'We're not starving patients': Bara CEO says hospital has enough food

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Chris Hani Baragwanath Hospital in Soweto, Johannesburg.
Chris Hani Baragwanath Hospital in Soweto, Johannesburg.
Sydney Seshibedi/Gallo Images
  • The Chris Hani Baragwanath Hospital says it has enough food for patients. 
  • The hospital CEO applauded nurses who had bought food for patients.  
  • Random Act of Kindness has been helping to provide food to the hospital.

The Gauteng health department says it is not in a financial crisis and there is enough food for patients at the Chris Hani Baragwanath Academic Hospital. 

The department claims the hospital - and others in the province - only had a temporary problem with the supply of bread. 

On Friday, Gauteng's Health MEC, Nomathemba Mokgethi, was at the Soweto hospital.

She said: "We had issues around bread supply. There has been food at the hospital - so, people, don't get worried."

Mokgethi said the supply issue was because a service provider had not been paid. Lerato Madyo, the department's chief financial officer, said service providers were owed R4 billion.

"I don't want to dispute that we have a budget shortfall," she said.

READ | Bara hospital runs out of food, nurses pool money to buy patients lunch

The hospital's CEO, Dr Nkele Lesia, said there were strategies in place, like baking bread, when bread was not delivered. 

On Thursday, News24 reported that nurses pooled their own money to buy corn on the cob to feed patients.

In response to that, Lesia said: "Maybe the mitigation strategies didn't go far ahead. Nurses advocate for patient care and they did that out of the kindness of their hearts, not because we are in a crisis situation. I thank those who did that, but we were not starving patients."

However, nurses and doctors on the ground disagreed with the department and hospital management. A doctor, who spoke to News24 on condition of anonymity, said 30 patients had to share 16 pieces of chicken on Thursday.

"They had to cut the pieces in half, so that everyone could have a piece. How do you feed an adult half a piece of chicken? It is upsetting to see things like that, and the department then denies there is a food shortage. This has been persistent and ongoing.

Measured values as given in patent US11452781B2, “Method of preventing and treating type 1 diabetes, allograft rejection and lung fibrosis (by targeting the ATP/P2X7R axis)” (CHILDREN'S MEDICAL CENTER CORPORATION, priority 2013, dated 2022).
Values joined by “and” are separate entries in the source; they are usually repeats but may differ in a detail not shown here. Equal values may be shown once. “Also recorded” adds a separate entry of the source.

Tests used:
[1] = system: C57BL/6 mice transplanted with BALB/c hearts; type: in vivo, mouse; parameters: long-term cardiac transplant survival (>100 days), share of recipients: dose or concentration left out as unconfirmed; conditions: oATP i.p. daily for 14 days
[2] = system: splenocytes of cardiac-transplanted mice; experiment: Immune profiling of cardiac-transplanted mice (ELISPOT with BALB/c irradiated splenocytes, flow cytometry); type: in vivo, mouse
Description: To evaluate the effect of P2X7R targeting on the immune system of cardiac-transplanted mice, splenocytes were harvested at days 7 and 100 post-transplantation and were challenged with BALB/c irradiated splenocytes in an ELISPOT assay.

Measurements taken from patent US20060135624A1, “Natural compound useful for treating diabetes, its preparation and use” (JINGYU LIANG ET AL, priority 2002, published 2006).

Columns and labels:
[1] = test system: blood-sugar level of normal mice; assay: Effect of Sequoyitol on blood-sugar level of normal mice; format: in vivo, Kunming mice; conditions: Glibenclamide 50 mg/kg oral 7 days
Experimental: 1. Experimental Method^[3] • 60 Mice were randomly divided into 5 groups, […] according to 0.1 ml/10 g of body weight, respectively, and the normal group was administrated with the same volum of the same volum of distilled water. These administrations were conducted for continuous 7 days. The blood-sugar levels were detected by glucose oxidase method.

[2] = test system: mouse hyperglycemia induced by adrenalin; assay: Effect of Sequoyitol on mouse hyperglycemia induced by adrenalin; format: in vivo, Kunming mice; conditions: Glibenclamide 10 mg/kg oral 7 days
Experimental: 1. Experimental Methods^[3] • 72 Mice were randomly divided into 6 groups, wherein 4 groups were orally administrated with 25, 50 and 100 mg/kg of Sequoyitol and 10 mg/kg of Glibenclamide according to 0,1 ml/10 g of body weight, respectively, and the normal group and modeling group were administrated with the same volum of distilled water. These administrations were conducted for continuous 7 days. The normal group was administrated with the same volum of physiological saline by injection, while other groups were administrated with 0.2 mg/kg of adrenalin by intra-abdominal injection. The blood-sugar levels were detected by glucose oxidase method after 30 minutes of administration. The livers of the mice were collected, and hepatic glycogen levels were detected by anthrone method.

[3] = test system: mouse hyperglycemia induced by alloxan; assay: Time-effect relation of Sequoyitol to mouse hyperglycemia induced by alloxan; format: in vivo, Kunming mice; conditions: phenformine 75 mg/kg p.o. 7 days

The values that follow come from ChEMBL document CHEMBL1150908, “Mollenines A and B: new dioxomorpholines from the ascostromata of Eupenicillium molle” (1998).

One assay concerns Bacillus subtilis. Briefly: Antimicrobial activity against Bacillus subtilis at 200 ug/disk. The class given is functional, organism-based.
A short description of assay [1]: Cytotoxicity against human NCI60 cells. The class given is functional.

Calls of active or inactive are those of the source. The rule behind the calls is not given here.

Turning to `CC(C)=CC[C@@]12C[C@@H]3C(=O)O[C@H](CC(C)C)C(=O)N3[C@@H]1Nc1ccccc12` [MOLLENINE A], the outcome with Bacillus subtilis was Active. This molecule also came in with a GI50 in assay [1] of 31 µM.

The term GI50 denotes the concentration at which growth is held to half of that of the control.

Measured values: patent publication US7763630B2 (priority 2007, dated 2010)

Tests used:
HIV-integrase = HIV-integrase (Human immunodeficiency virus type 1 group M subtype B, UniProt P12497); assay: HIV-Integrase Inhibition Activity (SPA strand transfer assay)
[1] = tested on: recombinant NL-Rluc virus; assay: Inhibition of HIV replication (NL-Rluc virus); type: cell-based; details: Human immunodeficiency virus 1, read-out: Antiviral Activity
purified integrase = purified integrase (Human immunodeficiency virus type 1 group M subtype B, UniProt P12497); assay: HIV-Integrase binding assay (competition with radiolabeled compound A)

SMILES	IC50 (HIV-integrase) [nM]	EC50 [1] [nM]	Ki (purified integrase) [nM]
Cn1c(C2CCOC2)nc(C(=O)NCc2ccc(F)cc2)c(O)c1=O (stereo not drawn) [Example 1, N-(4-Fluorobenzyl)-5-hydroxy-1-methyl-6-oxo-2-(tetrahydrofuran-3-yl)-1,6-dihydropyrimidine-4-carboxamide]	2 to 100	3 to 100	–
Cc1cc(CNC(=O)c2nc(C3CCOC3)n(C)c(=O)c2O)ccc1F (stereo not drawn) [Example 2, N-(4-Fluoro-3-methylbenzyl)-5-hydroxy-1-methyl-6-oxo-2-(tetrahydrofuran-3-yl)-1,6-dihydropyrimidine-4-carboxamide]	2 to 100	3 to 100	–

"They are denying that food is an issue. If food is not an issue, then it is cash. This is why people leave the public sector."

READ | PPE corruption: Tearful ex-cop accused of tender fraud begs court to be released on bail

However, Lesia said the hospital had enough food.

"We always tell nurses to order for the full capacity of wards, even when the ward is not full. So that when new patients are admitted, they can find food."

The charity organisation, Random Act of Kindness, has been assisting the institution with food supply this week.  

NGOs had to step in after the Chris Hani Baragwana
NGO Random Act of Kindness donated 100 loaves of bread and 400 sandwiches after patients at the Chris Hani Baragwanath Academic Hospital ran out of food.

Shariffa Khan, of the organisation, said he had a "dialogue" with the hospital management on Thursday and was informed that bread was the only issue.  

"What they are telling us is not what we are hearing on the ground. Someone is not telling the truth. They are not going to shove us out of the equation.  

"We spoke the truth, and we were not at loggerheads with the department. We are trying to help the patients. We are the people's spokespeople."

On Wednesday, Khan called for assistance on social media. When the hospital was made aware of it, they met with him.  

NGOs had to step in after the Chris Hani Baragwana
NGO Random Act of Kindness donated 100 loaves of bread and 400 sandwiches after patients at the Chris Hani Baragwanath Academic Hospital ran out of food.

"They made me delete the posts and made me write a social media post that they approved. They just wanted to do damage control while I was trying to help."

Lesia said the hospital met with Khan to formalise the donation relationship.

"We cannot have a person donating without a formal arrangement. What happens when patients get food poisoning? Who is going to account? It has to come through us, as the accounting managers."

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